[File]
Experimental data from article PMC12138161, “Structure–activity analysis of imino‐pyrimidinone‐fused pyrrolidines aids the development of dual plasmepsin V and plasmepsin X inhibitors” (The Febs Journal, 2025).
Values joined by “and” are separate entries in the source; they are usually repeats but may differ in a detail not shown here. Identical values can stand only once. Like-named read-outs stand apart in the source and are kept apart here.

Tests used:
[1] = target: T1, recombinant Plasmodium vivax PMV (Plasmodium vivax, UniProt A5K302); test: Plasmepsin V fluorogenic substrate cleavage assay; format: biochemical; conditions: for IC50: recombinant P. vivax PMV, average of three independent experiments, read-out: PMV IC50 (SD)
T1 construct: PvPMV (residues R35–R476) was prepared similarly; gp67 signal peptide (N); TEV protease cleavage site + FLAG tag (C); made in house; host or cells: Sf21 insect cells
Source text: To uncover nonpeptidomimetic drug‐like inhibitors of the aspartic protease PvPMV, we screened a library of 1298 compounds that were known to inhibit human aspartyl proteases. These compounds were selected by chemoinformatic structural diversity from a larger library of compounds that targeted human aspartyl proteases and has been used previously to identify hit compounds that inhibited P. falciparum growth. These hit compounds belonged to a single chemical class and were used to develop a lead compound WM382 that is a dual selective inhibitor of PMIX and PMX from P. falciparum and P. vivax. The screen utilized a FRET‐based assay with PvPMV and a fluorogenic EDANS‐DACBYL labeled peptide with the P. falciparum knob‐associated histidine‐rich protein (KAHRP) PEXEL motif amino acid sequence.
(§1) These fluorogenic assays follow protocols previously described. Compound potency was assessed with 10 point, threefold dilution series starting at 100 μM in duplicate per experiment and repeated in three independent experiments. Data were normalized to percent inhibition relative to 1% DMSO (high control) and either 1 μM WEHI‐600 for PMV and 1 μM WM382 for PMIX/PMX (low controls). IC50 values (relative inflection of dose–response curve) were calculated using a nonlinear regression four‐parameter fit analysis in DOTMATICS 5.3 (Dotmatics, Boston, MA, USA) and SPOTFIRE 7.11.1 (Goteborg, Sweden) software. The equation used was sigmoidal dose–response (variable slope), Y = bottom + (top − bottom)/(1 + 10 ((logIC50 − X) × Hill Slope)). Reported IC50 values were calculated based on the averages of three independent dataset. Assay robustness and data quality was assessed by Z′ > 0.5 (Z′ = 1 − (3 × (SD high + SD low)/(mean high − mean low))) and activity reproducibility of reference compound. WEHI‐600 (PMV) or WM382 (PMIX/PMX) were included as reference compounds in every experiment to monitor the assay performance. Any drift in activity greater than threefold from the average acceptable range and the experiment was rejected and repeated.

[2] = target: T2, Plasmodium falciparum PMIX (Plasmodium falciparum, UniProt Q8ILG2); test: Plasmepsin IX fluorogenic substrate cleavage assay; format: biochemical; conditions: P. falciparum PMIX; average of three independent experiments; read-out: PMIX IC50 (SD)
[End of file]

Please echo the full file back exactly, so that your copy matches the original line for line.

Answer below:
Experimental data from article PMC12138161, “Structure–activity analysis of imino‐pyrimidinone‐fused pyrrolidines aids the development of dual plasmepsin V and plasmepsin X inhibitors” (The Febs Journal, 2025).
Values joined by “and” are separate entries in the source; they are usually repeats but may differ in a detail not shown here. Identical values can stand only once. Like-named read-outs stand apart in the source and are kept apart here.

Tests used:
[1] = target: T1, recombinant Plasmodium vivax PMV (Plasmodium vivax, UniProt A5K302); test: Plasmepsin V fluorogenic substrate cleavage assay; format: biochemical; conditions: for IC50: recombinant P. vivax PMV, average of three independent experiments, read-out: PMV IC50 (SD)
T1 construct: PvPMV (residues R35–R476) was prepared similarly; gp67 signal peptide (N); TEV protease cleavage site + FLAG tag (C); made in house; host or cells: Sf21 insect cells
Source text: To uncover nonpeptidomimetic drug‐like inhibitors of the aspartic protease PvPMV, we screened a library of 1298 compounds that were known to inhibit human aspartyl proteases. These compounds were selected by chemoinformatic structural diversity from a larger library of compounds that targeted human aspartyl proteases and has been used previously to identify hit compounds that inhibited P. falciparum growth. These hit compounds belonged to a single chemical class and were used to develop a lead compound WM382 that is a dual selective inhibitor of PMIX and PMX from P. falciparum and P. vivax. The screen utilized a FRET‐based assay with PvPMV and a fluorogenic EDANS‐DACBYL labeled peptide with the P. falciparum knob‐associated histidine‐rich protein (KAHRP) PEXEL motif amino acid sequence.
(§1) These fluorogenic assays follow protocols previously described. Compound potency was assessed with 10 point, threefold dilution series starting at 100 μM in duplicate per experiment and repeated in three independent experiments. Data were normalized to percent inhibition relative to 1% DMSO (high control) and either 1 μM WEHI‐600 for PMV and 1 μM WM382 for PMIX/PMX (low controls). IC50 values (relative inflection of dose–response curve) were calculated using a nonlinear regression four‐parameter fit analysis in DOTMATICS 5.3 (Dotmatics, Boston, MA, USA) and SPOTFIRE 7.11.1 (Goteborg, Sweden) software. The equation used was sigmoidal dose–response (variable slope), Y = bottom + (top − bottom)/(1 + 10 ((logIC50 − X) × Hill Slope)). Reported IC50 values were calculated based on the averages of three independent dataset. Assay robustness and data quality was assessed by Z′ > 0.5 (Z′ = 1 − (3 × (SD high + SD low)/(mean high − mean low))) and activity reproducibility of reference compound. WEHI‐600 (PMV) or WM382 (PMIX/PMX) were included as reference compounds in every experiment to monitor the assay performance. Any drift in activity greater than threefold from the average acceptable range and the experiment was rejected and repeated.

[2] = target: T2, Plasmodium falciparum PMIX (Plasmodium falciparum, UniProt Q8ILG2); test: Plasmepsin IX fluorogenic substrate cleavage assay; format: biochemical; conditions: P. falciparum PMIX; average of three independent experiments; read-out: PMIX IC50 (SD)